• Ask for donations (advertise: “Your junk may be our treasure!”)
  • Look around your office and storage areas
  • Look around your own house
  • Dollar store
  • Or you can purchase kits from Nasco, S & S etc.

An important aspect of creating these theme-related sensory kits is to ensure that each kit is
meaningful and appropriate for the residents. For instance, men’s sensory programming is often
challenging for activity professionals. The following are some examples of male-oriented kits:

Men’s Kit (a general kit)
  • Olfactory-cologne, shoe polish, shaving cream, woodchips (cedar, hickory, mesquite) etc.
  • Tactile-sandpaper, necktie, pocket watch, comb, work gloves, paintbrush, etc.
  • Auditory-marching or military music or favorite genre, sounds of nature/animals, etc.
  • Visual-nostalgic and family photos, personal memorabilia, etc.
  • Gustatory-various food and drinks in accordance with the resident’s diet
  • Kinesthetic-simple jigsaw puzzles, variety of balls, blocks of wood for sanding, etc.

Tool Box-fill a plastic tool box with items such as a paintbrush, tape measure, large nuts/bolts,
sandpaper, different types of wood such as oak or hickory, leveler, wood chips, etc.
Backpack-fill a backpack with camping/hiking gear such as a mess kit, canteen, compass,
flashlight, binoculars, pine cones, pine aromas, etc.
Tackle Box-fill a plastic tackle box with items such as fishing lures, reels,  small rod, bobbers, etc.
(remove all hooks), vanilla extract (often used on hands to cover-up fishy smell)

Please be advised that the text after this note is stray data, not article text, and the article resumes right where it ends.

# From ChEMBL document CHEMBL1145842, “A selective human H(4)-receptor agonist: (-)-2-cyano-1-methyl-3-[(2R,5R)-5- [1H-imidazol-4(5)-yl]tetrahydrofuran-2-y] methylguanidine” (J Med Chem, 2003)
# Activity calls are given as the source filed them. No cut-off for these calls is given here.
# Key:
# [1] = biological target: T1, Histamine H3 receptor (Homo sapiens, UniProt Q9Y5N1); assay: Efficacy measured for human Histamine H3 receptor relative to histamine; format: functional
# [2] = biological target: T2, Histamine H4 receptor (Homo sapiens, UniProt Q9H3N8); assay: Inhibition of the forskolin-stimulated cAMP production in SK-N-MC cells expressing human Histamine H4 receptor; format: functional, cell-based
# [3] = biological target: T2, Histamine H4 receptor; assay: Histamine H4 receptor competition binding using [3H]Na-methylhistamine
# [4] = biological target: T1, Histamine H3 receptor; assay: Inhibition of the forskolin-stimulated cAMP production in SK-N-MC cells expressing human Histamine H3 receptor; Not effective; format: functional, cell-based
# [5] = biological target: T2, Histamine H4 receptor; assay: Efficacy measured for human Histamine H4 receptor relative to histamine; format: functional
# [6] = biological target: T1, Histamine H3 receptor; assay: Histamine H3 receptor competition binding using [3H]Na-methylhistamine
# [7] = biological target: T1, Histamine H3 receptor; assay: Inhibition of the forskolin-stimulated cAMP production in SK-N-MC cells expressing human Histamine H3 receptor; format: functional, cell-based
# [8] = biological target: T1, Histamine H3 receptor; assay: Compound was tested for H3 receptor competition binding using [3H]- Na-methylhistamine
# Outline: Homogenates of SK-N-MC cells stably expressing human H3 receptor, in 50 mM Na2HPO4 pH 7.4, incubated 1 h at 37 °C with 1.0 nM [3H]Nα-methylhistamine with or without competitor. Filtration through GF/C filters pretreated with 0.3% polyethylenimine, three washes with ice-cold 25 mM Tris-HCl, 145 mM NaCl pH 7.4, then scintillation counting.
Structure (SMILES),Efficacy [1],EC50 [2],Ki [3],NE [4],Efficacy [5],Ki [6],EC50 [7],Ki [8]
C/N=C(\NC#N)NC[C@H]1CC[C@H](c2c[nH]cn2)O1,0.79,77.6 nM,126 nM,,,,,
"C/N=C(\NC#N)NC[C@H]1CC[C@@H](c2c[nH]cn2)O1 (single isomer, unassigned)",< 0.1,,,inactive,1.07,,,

Cooler-fill a small cooler with sporting event items such as: water bottle, binoculars, pictures of
sports teams, sunglasses, vintage beer ads, baseball cap, a variety of small, soft sports balls
(soccer ball, baseball, basketball, hockey puck, etc.). smell of popcorn, peanuts, etc.

The most creative kits are created in advance and incorporate all of the senses. The following is
an example of a Sensory Planning Form

Title/Theme: Fruit

Recommended supplies, props and techniques for the following senses:

Olfactory (smell):  fresh fruits, fruit-scented aroma oils, fruit-scented hand lotion, fruit scented
candles

Kinesthetic (Movement): fruit-shaped shakers, squeeze a lemon to make lemonade, pull
grapes off of the stems, etc.

Tactile (Touch): variety of plastic fruits, fresh fruits (peaches especially), familiar objects with
fruit designs (towels, oven mitts etc.)

Visual (Sight): pictures of fruit, plastic fruits, fresh fruits, familiar objects

Auditory (Sound): music (In the Shade of the Old Apple Tree, Life is Like a Bowl of Cherries),
fruit-shaped shakers

Gustatory (Taste): fresh fruits, fruit juices, lemonade, fruit Jell-O, applesauce, sherbet, fruit
smoothies, fruit pies: fruit-flavored lip balm or lemon glycerin swabs for NPO

Sample Questions:

  • What is your favorite fruit?  
  • Did you ever have a fruit tree? (Cherry, Peach, Apple, Pear, etc.)
  • Did you ever have a grape vine?
  • What is your favorite way to eat fruit?  
  • Have you even seen an orchard?  

Fruit Sayings:
  • There’s no comparing apples and oranges
  • An apple a day keeps the doctor away
  • You’re a peach
  • Life is like a bowl of cherries
  • The apple of your eye
  • She’s some tomato
  • That’s a peachy idea
  • Nutty as a fruitcake
  • Peachy glow
  • You’re bananas
  • American as Apple Pie
  • That car is a lemon
  • The fruit of thy womb

Save the day by creating these fantastic sensory boxes and kits based on the residents’ interests
and various themes. It takes some planning and organization at first, but if maintained and stored
appropriately, less preparation will be needed in the future. The residents will benefit from your
SOS (success-oriented sensory program) more than you can imagine!

Copyright Kimberly Grandal, 2008.  All rights reserved.
www.recreativeresources.com  - END